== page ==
[swift-evolution] [Pitch] Raw mode string literals

Kelvin Ma kelvin13ma at gmail.com
Thu Nov 23 17:20:03 CST 2017

aren’t all literals evaluated at compile time?

On Thu, Nov 23, 2017 at 6:07 PM, Tony Allevato <tony.allevato at gmail.com>

> This could be solved by extending the existing string literal handling and
> letting type inference do the rest. The real problem here is that
> `UInt8(ascii: X)` is annoying to write when you're dealing with a large
> amount of low-level data.
> If UInt8 conformed to ExpressibleByUnicodeScalarLiteral, you could get
> most of the way there—you'd just have to have it fail at runtime for
> anything outside 0...127. But then you could write `let c: UInt8 = "x"` and
> it would just work.
> Failing at runtime is undesirable though, so you could take it further and
> add an ExpressibleByASCIILiteral protocol which would be known to the
> compiler, and it would emit an error at compile time if the literal wasn't
> a single ASCII character (like it does today for Character).
> One of the things I think is really elegant about Swift is that string
> literals are untyped by themselves and take on an appropriate type based on
> the context they're used in. Handling different kinds of strings should
> leverage and extend that mechanism, not add new syntax.
> On Thu, Nov 23, 2017 at 2:43 PM Kelvin Ma <kelvin13ma at gmail.com> wrote:
>> On Thu, Nov 23, 2017 at 3:47 PM, Tony Allevato via swift-evolution <
>> swift-evolution at swift.org> wrote:
>>> On Thu, Nov 23, 2017 at 12:21 PM Xiaodi Wu via swift-evolution <
>>> swift-evolution at swift.org> wrote:
>>>> On Thu, Nov 23, 2017 at 2:14 PM, John Holdsworth via swift-evolution <
>>>> swift-evolution at swift.org> wrote:
>>>>> I’m beginning to wish I hadn’t tied this proposal so strongly to
>>>>> regular expressions!
>>>>> It is indeed the wrong motivation. Even as a ten year veteran of Perl
>>>>> development
>>>>> I’m not sure we want to bake it into the language quite so tightly
>>>>> (isn’t a part of
>>>>> Foundation?) What would /regex/ represent - an instance of
>>>>> NSRegularExpression?
>>>>> Would the flags be pattern options or matching options? This is a
>>>>> whole other debate.
>>>>> For me the focus of raw strings was a sort of super-literal literal
>>>>> which has many
>>>>> applications. The r”literal” syntax has a precedent in Python and
>>>>> there seemed
>>>>> to be a syntactic gap that could be occupied but perhaps there are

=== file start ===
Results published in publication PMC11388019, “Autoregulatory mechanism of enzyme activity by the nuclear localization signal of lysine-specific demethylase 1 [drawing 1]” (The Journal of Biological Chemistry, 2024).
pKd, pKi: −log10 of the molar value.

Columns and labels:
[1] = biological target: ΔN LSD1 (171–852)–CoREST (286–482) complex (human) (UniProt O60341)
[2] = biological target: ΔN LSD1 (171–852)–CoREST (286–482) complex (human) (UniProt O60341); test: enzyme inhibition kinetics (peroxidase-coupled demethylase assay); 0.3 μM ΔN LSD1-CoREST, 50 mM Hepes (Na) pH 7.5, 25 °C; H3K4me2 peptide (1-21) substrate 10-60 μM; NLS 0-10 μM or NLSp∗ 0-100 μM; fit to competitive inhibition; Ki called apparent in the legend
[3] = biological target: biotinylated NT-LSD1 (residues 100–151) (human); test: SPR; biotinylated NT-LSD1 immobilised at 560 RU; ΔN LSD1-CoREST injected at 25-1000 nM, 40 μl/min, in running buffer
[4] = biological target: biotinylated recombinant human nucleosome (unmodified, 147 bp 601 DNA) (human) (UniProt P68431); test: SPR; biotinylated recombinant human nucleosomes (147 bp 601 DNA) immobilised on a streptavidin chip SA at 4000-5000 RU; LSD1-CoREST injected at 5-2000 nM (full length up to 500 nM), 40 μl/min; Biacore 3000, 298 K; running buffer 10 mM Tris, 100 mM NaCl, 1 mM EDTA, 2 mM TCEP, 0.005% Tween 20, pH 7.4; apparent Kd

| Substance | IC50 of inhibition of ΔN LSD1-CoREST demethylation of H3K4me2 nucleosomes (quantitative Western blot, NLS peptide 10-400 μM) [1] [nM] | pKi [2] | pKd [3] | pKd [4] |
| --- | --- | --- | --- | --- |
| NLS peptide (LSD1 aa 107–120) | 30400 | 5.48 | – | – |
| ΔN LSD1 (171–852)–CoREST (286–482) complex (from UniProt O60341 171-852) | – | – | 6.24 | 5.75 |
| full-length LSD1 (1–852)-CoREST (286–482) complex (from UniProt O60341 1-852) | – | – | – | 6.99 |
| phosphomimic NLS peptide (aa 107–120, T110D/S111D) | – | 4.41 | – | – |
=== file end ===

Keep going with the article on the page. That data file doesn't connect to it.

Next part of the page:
>>>>> other alternatives
>>>>> we could discuss. It would be a shame to see ‘quoted strings’ be used
>>>>> for this however.
>>>>> I still live in hope one day it will be used for single character
>>>>> UNICODE values.
>>>>> Since what passes for a single character changes by Unicode
>>>> revision--such as whenever they get around to enumerating the permitted
>>>> modifying attributes of the poop emoji--it is quite impossible (and Swift's
>>>> `Character` doesn't attempt to) to enforce single-characterness at compile
>>>> time. We should put any such notions to rest up front.
>>> Unless I'm misunderstanding you here, I don't think that's true: writing
>>> something like `let c: Character = "ab"` is definitely a compile-time
>>> error: https://gist.github.com/allevato/ae267e2aaaa7939d6233d66a87b48fc0
>>> To the original point though, I don't think Swift needs to use single
>>> quotes for single characters (or single scalars). Type inference already
>>> infers Characters from single-character String literals in contexts where a
>>> Character is expected, and the only time you need to be explicit is if
>>> you're trying to resolve an overload or initialize a variable by itself.
>>> Using single quotes to avoid writing "as Character" would feel like a waste.
>> i still think single quotes should be used as an alternate literal for
>> UInt8, like char. there’s a lot of cases where you’re working with
>> low-level 8-bit ASCII data and both String and Character and Unicode.Scalar
>> are inappropriate, and typing out hex literals makes code *less* readable.
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